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Backup Overleaf → Dropbox → BitBucket

I used to always write using MS Word. I actually like Word since Word2010, and have not really felt the need to move to the unusable Windows TeX editors that I have tried in the past. But since starting at the University of Luxembourg I also work on a Mac, and switching between Word on two different OS’s is quite annoying. In the meantime, Overleaf has managed to become a rather usable TeX editor, so I have been working with this for the past months and must say I have grown to rather like it.

There is however one caveat; Overleaf manages all files itself and integrating it with Dropbox is almost $100/year. I do not want to just trust Overleaf with my entire thesis, so I set out to automate backups of my work. Although Dropbox does versioning, it doesn’t show the exact changes like git allows, so I wanted to also backup to BitBucket, which allows private repositories for free unlike GitHub[1]I don’t need my entire thesis writing to be public yet.. This proved not a trivial task, so I will write here how I managed to create a workflow of automatic backups for Overleaf → Dropbox → BitBucket.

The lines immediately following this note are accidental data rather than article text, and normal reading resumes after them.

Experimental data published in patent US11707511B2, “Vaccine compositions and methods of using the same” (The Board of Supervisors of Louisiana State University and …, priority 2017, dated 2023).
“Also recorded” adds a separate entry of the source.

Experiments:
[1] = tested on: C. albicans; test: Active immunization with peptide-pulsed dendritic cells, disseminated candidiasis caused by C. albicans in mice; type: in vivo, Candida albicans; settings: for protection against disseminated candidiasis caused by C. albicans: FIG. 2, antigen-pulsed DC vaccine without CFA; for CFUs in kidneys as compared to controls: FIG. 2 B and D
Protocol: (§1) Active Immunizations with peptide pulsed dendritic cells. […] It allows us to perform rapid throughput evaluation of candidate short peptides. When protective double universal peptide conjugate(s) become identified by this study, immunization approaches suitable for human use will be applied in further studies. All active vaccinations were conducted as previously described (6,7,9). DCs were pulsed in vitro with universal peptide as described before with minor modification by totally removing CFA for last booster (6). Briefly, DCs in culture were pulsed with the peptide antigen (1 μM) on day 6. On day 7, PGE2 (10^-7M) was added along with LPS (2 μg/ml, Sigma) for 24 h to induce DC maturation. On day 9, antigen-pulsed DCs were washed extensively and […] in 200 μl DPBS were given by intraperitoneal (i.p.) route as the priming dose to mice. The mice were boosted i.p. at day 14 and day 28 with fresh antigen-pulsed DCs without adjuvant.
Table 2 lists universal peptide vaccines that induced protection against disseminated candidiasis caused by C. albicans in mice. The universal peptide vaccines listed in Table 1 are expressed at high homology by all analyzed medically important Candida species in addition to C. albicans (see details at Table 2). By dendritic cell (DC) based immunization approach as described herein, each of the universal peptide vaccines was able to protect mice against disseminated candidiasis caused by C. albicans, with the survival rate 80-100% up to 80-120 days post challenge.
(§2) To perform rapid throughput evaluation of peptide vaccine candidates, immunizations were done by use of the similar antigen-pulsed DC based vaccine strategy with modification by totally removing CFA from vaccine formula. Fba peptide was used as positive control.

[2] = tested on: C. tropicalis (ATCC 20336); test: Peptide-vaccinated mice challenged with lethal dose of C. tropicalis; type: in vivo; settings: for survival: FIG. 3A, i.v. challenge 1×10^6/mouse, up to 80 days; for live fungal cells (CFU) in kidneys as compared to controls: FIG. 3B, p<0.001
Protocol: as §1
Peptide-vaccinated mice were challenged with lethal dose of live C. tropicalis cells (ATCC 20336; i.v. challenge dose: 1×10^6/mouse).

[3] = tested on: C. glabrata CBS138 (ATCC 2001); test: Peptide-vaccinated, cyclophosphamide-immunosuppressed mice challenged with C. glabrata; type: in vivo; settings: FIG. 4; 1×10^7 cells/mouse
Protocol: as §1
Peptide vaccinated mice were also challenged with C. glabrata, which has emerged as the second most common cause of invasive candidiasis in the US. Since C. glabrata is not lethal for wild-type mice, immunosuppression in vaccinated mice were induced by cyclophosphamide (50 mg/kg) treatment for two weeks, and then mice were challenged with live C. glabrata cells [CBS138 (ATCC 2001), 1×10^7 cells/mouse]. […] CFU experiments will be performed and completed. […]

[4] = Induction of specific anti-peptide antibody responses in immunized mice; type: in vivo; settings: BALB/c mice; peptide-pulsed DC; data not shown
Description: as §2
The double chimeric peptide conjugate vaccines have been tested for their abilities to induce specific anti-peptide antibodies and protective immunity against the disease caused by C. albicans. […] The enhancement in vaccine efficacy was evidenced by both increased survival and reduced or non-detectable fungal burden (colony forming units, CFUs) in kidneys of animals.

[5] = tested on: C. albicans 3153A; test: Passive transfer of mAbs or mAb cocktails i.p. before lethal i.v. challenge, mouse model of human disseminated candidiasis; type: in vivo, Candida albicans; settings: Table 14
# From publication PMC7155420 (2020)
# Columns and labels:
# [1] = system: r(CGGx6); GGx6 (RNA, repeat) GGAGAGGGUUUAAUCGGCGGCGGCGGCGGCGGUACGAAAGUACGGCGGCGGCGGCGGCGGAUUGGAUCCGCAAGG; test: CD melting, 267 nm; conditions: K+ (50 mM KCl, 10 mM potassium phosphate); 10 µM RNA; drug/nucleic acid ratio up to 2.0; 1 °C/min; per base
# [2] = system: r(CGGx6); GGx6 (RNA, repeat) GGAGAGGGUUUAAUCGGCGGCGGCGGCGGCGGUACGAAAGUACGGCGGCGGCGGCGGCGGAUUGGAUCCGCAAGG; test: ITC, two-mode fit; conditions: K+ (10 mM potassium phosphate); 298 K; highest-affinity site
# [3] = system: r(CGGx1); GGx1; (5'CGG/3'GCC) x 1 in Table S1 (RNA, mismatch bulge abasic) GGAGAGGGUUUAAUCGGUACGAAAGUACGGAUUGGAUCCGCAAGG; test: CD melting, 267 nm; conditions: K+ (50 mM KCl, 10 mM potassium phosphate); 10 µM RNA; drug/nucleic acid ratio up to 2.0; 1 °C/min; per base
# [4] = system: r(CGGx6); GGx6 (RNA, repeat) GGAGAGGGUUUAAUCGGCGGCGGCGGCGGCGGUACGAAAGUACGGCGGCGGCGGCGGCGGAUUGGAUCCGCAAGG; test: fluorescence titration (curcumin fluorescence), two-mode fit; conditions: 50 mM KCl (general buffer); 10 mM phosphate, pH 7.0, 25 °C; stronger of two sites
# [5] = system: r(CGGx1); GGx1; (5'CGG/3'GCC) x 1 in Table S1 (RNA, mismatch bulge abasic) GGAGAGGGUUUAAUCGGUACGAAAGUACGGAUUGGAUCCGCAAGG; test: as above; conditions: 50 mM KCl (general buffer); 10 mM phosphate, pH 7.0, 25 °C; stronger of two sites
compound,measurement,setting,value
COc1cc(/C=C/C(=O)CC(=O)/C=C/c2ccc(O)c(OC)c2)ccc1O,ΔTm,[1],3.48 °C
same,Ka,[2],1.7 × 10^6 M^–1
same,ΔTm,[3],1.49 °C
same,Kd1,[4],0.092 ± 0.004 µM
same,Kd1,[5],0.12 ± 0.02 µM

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1. I don’t need my entire thesis writing to be public yet.
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To Save the Humanities, Click Here (book review)

morozovDuring the summer holidays I decided to read Evgeny Morozov’s To Save Everything, Click Here: Technology, Solutionism and the Urge to Fix Problems That Don’t Exist. My main reason to start reading this book was due to Morozov’s concept of solutionism, i.e. the urge to fix problems with (digital) technological means, even when unnecessary or unhelpful. Is this concept relevant for my research, or for the Digital Humanities? I’ll try to answer that question in this book review.

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